NOTRE DAME, Ind. – Brian Kelly turned to special assistant Bob Elliott late last week with an admission. Notre Dame’s head coach didn’t know what else to do in preparation for Navy.
After spending the off-season drilling down the triple option, drafting a squad of scout team players to rep it and putting the plan to action against Georgia Tech last month, Notre Dame had a right to feel ready on Saturday. And they were, running away from Navy in the second half for a 41-24 victory that keeps some luster on the upcoming USC showdown.
“I was so pleased with the way that they were focused during the week, preparing for Navy, not worrying about anything else,” Kelly said. “They weren't talking about last week, they weren't talking about USC, they were focused on playing this football team. And that's really all you can ask for as a coach.”
If defensive coordinator Brian VanGorder doesn’t have the option solved, he at least has a handle on it now.
Navy’s starting quarterback Keenan Reynolds lasted just six series and those accounted for just one touchdown – that came on the Midshipmen’s opening drive – and one field goal. Reynolds suffered a shin bruise and was ultimately replaced by Tago Smith, who led a couple touchdown drives in the second quarter that Notre Dame countered with halftime adjustments.
After a 52-yard field goal from Justin Yoon lifted Notre Dame into halftime, VanGorder made his second personnel tweak. He’d already pulled Max Redfield for Matthias Farley at safety. At the half he swapped out James Onwualu for the bigger Jarrett Grace, the senior’s first serious action of the year.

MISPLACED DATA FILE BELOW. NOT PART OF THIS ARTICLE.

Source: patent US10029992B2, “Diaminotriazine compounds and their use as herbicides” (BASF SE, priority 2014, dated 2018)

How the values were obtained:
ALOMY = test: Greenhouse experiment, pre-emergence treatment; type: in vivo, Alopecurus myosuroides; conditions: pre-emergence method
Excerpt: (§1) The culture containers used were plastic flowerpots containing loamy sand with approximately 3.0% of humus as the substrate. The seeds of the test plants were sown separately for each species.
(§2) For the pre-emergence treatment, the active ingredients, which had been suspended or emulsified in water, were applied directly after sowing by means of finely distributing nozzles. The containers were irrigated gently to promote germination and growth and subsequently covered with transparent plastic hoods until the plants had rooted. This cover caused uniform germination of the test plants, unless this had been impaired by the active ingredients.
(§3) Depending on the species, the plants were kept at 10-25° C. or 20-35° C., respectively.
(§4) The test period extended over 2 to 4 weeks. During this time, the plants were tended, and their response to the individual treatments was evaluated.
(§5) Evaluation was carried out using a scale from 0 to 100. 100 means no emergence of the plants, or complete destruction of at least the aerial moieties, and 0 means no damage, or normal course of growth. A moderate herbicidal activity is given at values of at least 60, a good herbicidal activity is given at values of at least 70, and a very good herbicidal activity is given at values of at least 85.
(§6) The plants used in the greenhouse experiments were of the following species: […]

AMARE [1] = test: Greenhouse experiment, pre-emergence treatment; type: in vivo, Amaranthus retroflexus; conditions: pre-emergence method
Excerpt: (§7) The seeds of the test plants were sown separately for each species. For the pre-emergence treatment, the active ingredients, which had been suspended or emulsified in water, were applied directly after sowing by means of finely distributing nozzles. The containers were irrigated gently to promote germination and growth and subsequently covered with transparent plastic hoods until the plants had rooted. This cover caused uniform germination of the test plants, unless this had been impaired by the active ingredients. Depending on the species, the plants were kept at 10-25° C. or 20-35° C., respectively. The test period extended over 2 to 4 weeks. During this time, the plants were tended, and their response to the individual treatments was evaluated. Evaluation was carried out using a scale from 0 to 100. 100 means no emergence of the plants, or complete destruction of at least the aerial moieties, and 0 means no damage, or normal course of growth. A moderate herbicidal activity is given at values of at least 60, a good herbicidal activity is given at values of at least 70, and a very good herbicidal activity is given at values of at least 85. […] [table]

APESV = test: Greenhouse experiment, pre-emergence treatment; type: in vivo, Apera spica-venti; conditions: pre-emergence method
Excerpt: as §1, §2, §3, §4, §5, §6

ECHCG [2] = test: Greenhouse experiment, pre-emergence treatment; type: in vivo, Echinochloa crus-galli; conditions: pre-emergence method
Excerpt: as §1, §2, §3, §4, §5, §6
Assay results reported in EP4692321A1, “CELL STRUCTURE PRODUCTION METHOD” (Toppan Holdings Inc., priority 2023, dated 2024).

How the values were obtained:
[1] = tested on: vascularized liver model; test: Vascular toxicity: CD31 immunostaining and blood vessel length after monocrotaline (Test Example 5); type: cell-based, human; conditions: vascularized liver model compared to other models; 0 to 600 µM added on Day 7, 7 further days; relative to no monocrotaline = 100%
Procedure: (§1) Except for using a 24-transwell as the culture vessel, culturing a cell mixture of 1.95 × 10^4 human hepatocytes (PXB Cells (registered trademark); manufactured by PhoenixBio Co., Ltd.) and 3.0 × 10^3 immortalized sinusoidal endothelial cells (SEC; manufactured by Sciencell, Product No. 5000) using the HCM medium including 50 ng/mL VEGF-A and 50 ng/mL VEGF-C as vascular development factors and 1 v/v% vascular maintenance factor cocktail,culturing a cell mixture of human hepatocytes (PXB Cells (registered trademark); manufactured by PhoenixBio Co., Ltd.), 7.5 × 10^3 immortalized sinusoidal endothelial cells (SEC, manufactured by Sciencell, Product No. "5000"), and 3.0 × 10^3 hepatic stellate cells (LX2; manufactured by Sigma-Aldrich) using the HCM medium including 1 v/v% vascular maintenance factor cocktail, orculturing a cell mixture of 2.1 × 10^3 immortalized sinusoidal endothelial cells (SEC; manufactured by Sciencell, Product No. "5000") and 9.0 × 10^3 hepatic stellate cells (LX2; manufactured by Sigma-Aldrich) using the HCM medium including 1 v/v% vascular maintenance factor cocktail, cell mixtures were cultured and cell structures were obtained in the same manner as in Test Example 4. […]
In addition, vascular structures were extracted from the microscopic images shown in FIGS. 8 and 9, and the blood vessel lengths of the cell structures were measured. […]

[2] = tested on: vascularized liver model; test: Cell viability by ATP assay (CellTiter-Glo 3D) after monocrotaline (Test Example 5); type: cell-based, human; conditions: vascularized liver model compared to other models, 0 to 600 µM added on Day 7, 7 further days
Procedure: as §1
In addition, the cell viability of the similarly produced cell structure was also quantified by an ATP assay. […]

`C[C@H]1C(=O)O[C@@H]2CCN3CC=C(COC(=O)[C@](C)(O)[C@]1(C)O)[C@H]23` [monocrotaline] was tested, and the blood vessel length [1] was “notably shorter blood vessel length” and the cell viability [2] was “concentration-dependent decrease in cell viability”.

Grace finished with five tackles as the Irish linebackers grew into the game. Greer Martini led the position with nine stops, which tied Sheldon Day for the team lead. Joe Schmidt added eight stops while Jaylon Smith, avoided by Navy’s offense most of the game, had four.
“It was really an incredible week of practice,” Grace said. “You talk about zoom focus, I think we had that each and every day.
“We didn’t just know what we were doing, we were executing at a high level.”
Notre Dame forced three turnovers, turning two of them into CJ Prosise touchdowns. The second one devastated Navy after Dishan Romine fumbled the opening kickoff of the second half. Two plays later, Prosise darted almost untouched into the end zone for a 22-yard score.
Prosise finished with 21 carries, 129 yards and three touchdowns on the ground, complemented by four catches for 56 yards. He’s just the third back in school history with multiple three-touchdown games in a season.
After a bleak rushing night at Clemson – Prosise put up just 50 yards rushing against the Tigers – regular service was restored against Navy.
"We know that we can run on anybody,” Prosise said. “We just had to get back to that this week.”
Prosise’s final touchdown, an 11-yard run that would have impressed a contortionist, pushed the Irish ahead 38-21 in the final minute of the third quarter. Notre Dame and Navy traded field goals in the fourth without incident, a rarity in this series under Kelly.
After Elijah Shumate picked off Smith at the six-yard line with 6:11 to play, Notre Dame leaned on its ground game to run out the clock. The Irish actually won time of possession while racking up a balanced 459 yards, split between quarterback DeShone Kizer (22-of-31 passing for 281 yards, one touchdown) and the ground game (40 carries, 178 yards, four scores).
“It’s what we expect,” said Will Fuller, who led Notre Dame with five catches for 80 yards and a touchdown. “It’s what we want to do. We want to run the ball like we did today and we want to pass the ball like we did today. It’s hard to beat us when we’re playing efficient.”
Navy’s only threat came in the second quarter when fullback Quentin Ezell ripped off touchdowns runs of 45 and 22 yards. The second pulled Navy even at 21-21 late in the half before Notre Dame marched 40 yards in two plays to set up Yoon’s career-long boot.
Not that Notre Dame knew it, but the field goal would start a 17-0 run that spanned halves and virtually wrapped up the game. Halftime adjustments and turnover margin began to flow to Notre Dame. That let the talent disparity between programs show.
“I thought their focus was outstanding,” Kelly said. “Every time there's been any kind of sense of adversity, they go right back to work. I think that has everything to do with the kind of leaders we have in the locker room.”